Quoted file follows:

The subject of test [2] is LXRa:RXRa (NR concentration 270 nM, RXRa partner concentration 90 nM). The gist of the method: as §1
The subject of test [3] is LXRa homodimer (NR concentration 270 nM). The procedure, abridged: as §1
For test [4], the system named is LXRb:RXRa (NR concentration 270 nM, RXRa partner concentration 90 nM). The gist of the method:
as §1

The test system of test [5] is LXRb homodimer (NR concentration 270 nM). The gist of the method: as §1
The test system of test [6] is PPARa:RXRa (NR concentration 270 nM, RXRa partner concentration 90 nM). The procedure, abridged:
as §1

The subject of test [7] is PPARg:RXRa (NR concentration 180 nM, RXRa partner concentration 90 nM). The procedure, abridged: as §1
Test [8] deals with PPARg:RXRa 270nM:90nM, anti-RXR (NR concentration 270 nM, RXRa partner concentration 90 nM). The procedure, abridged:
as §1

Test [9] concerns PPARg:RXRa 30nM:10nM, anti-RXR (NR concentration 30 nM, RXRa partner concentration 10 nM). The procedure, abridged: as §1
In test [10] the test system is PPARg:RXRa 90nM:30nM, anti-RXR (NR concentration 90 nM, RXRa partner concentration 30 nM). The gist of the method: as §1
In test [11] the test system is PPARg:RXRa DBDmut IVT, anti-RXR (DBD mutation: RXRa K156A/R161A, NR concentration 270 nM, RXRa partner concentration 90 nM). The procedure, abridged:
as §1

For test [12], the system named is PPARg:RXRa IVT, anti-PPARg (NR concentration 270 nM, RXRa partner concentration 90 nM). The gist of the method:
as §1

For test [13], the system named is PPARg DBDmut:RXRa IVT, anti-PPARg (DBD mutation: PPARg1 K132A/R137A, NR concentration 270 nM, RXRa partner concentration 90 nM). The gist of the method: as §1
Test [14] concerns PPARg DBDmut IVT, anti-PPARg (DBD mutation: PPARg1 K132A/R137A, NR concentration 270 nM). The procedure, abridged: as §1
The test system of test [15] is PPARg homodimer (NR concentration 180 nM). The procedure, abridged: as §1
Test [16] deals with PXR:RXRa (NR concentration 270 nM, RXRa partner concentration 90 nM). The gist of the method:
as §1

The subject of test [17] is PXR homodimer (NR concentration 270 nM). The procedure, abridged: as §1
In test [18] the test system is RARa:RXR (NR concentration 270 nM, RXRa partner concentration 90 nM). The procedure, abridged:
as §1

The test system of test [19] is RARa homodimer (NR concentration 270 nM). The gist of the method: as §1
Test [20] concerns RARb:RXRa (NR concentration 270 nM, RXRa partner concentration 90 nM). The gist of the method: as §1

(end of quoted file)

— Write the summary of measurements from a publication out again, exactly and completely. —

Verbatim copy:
The subject of test [2] is LXRa:RXRa (NR concentration 270 nM, RXRa partner concentration 90 nM). The gist of the method: as §1
The subject of test [3] is LXRa homodimer (NR concentration 270 nM). The procedure, abridged: as §1
For test [4], the system named is LXRb:RXRa (NR concentration 270 nM, RXRa partner concentration 90 nM). The gist of the method:
as §1

The test system of test [5] is LXRb homodimer (NR concentration 270 nM). The gist of the method: as §1
The test system of test [6] is PPARa:RXRa (NR concentration 270 nM, RXRa partner concentration 90 nM). The procedure, abridged:
as §1

The subject of test [7] is PPARg:RXRa (NR concentration 180 nM, RXRa partner concentration 90 nM). The procedure, abridged: as §1
Test [8] deals with PPARg:RXRa 270nM:90nM, anti-RXR (NR concentration 270 nM, RXRa partner concentration 90 nM). The procedure, abridged:
as §1

Test [9] concerns PPARg:RXRa 30nM:10nM, anti-RXR (NR concentration 30 nM, RXRa partner concentration 10 nM). The procedure, abridged: as §1
In test [10] the test system is PPARg:RXRa 90nM:30nM, anti-RXR (NR concentration 90 nM, RXRa partner concentration 30 nM). The gist of the method: as §1
In test [11] the test system is PPARg:RXRa DBDmut IVT, anti-RXR (DBD mutation: RXRa K156A/R161A, NR concentration 270 nM, RXRa partner concentration 90 nM). The procedure, abridged:
as §1

For test [12], the system named is PPARg:RXRa IVT, anti-PPARg (NR concentration 270 nM, RXRa partner concentration 90 nM). The gist of the method:
as §1

For test [13], the system named is PPARg DBDmut:RXRa IVT, anti-PPARg (DBD mutation: PPARg1 K132A/R137A, NR concentration 270 nM, RXRa partner concentration 90 nM). The gist of the method: as §1
Test [14] concerns PPARg DBDmut IVT, anti-PPARg (DBD mutation: PPARg1 K132A/R137A, NR concentration 270 nM). The procedure, abridged: as §1
The test system of test [15] is PPARg homodimer (NR concentration 180 nM). The procedure, abridged: as §1
Test [16] deals with PXR:RXRa (NR concentration 270 nM, RXRa partner concentration 90 nM). The gist of the method:
as §1

The subject of test [17] is PXR homodimer (NR concentration 270 nM). The procedure, abridged: as §1
In test [18] the test system is RARa:RXR (NR concentration 270 nM, RXRa partner concentration 90 nM). The procedure, abridged:
as §1

The test system of test [19] is RARa homodimer (NR concentration 270 nM). The gist of the method: as §1
Test [20] concerns RARb:RXRa (NR concentration 270 nM, RXRa partner concentration 90 nM). The gist of the method: as §1